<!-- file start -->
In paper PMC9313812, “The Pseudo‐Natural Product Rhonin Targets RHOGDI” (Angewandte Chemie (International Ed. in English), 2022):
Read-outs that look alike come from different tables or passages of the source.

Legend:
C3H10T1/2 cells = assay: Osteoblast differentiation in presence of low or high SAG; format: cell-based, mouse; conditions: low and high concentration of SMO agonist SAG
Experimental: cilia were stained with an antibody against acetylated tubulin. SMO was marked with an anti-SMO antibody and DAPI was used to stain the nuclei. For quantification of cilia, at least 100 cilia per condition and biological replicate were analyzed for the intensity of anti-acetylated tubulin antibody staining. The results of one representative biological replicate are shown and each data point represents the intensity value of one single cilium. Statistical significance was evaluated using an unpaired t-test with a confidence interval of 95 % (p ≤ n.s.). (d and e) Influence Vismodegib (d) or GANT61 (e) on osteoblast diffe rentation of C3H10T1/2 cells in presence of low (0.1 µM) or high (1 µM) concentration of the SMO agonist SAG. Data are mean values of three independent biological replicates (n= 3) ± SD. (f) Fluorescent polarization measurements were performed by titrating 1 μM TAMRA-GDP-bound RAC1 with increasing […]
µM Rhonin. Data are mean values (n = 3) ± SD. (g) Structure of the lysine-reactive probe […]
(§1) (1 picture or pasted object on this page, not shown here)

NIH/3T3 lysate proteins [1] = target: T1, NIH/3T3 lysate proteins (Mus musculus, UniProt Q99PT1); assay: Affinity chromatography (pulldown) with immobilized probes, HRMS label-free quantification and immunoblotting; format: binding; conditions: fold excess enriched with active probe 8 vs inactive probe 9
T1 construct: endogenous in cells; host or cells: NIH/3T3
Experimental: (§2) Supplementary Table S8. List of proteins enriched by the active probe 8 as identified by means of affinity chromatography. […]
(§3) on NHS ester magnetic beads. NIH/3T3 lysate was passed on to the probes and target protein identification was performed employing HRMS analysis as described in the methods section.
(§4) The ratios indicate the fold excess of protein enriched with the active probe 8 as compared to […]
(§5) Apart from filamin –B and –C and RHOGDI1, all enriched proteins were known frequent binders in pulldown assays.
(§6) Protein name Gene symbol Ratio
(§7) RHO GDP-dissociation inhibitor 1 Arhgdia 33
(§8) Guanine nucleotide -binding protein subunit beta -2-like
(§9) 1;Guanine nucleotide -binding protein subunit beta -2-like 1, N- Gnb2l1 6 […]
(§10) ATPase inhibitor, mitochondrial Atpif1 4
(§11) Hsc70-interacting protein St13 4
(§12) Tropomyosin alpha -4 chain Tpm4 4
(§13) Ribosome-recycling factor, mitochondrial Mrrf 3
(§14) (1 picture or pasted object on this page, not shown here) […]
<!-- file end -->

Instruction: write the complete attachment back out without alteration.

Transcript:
In paper PMC9313812, “The Pseudo‐Natural Product Rhonin Targets RHOGDI” (Angewandte Chemie (International Ed. in English), 2022):
Read-outs that look alike come from different tables or passages of the source.

Legend:
C3H10T1/2 cells = assay: Osteoblast differentiation in presence of low or high SAG; format: cell-based, mouse; conditions: low and high concentration of SMO agonist SAG
Experimental: cilia were stained with an antibody against acetylated tubulin. SMO was marked with an anti-SMO antibody and DAPI was used to stain the nuclei. For quantification of cilia, at least 100 cilia per condition and biological replicate were analyzed for the intensity of anti-acetylated tubulin antibody staining. The results of one representative biological replicate are shown and each data point represents the intensity value of one single cilium. Statistical significance was evaluated using an unpaired t-test with a confidence interval of 95 % (p ≤ n.s.). (d and e) Influence Vismodegib (d) or GANT61 (e) on osteoblast diffe rentation of C3H10T1/2 cells in presence of low (0.1 µM) or high (1 µM) concentration of the SMO agonist SAG. Data are mean values of three independent biological replicates (n= 3) ± SD. (f) Fluorescent polarization measurements were performed by titrating 1 μM TAMRA-GDP-bound RAC1 with increasing […]
µM Rhonin. Data are mean values (n = 3) ± SD. (g) Structure of the lysine-reactive probe […]
(§1) (1 picture or pasted object on this page, not shown here)

NIH/3T3 lysate proteins [1] = target: T1, NIH/3T3 lysate proteins (Mus musculus, UniProt Q99PT1); assay: Affinity chromatography (pulldown) with immobilized probes, HRMS label-free quantification and immunoblotting; format: binding; conditions: fold excess enriched with active probe 8 vs inactive probe 9
T1 construct: endogenous in cells; host or cells: NIH/3T3
Experimental: (§2) Supplementary Table S8. List of proteins enriched by the active probe 8 as identified by means of affinity chromatography. […]
(§3) on NHS ester magnetic beads. NIH/3T3 lysate was passed on to the probes and target protein identification was performed employing HRMS analysis as described in the methods section.
(§4) The ratios indicate the fold excess of protein enriched with the active probe 8 as compared to […]
(§5) Apart from filamin –B and –C and RHOGDI1, all enriched proteins were known frequent binders in pulldown assays.
(§6) Protein name Gene symbol Ratio
(§7) RHO GDP-dissociation inhibitor 1 Arhgdia 33
(§8) Guanine nucleotide -binding protein subunit beta -2-like
(§9) 1;Guanine nucleotide -binding protein subunit beta -2-like 1, N- Gnb2l1 6 […]
(§10) ATPase inhibitor, mitochondrial Atpif1 4
(§11) Hsc70-interacting protein St13 4
(§12) Tropomyosin alpha -4 chain Tpm4 4
(§13) Ribosome-recycling factor, mitochondrial Mrrf 3
(§14) (1 picture or pasted object on this page, not shown here) […]